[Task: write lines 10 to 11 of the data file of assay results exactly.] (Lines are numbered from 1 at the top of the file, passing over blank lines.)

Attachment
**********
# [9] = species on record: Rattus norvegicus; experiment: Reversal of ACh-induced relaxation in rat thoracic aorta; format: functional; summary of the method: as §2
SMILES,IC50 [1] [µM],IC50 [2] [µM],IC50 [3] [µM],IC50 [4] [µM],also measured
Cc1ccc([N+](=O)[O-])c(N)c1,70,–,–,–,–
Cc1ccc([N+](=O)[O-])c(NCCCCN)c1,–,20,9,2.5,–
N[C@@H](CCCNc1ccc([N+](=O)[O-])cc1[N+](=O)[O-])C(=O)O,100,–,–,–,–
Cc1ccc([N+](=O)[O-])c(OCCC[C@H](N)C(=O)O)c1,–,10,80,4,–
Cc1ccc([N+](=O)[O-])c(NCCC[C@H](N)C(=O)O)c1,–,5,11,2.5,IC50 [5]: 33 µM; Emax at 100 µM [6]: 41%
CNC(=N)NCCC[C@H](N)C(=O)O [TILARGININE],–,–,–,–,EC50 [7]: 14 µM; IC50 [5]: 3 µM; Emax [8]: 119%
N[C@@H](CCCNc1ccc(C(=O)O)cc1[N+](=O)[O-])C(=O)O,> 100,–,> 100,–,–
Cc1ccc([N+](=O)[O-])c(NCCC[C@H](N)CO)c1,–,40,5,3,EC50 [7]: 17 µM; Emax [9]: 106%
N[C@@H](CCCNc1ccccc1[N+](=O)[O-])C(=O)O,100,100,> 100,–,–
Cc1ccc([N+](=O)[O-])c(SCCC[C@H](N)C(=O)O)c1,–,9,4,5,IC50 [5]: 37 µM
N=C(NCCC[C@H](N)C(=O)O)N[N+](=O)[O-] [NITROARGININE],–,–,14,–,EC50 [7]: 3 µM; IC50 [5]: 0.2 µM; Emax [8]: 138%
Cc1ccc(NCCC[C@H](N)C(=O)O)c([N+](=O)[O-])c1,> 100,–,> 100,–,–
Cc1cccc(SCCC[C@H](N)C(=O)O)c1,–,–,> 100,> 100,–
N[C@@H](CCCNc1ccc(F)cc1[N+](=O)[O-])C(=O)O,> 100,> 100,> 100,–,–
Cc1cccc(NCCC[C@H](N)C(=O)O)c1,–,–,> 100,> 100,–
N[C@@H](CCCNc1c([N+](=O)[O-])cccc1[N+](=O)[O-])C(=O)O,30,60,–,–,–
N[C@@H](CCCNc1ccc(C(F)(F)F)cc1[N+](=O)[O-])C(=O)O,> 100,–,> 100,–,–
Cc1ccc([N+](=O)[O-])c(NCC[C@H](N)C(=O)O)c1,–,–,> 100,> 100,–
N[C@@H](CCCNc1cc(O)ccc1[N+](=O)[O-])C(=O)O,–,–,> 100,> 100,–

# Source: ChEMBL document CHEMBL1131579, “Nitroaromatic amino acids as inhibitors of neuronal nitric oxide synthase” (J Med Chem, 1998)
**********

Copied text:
Cc1ccc([N+](=O)[O-])c(NCCC[C@H](N)CO)c1,–,40,5,3,EC50 [7]: 17 µM; Emax [9]: 106%
N[C@@H](CCCNc1ccccc1[N+](=O)[O-])C(=O)O,100,100,> 100,–,–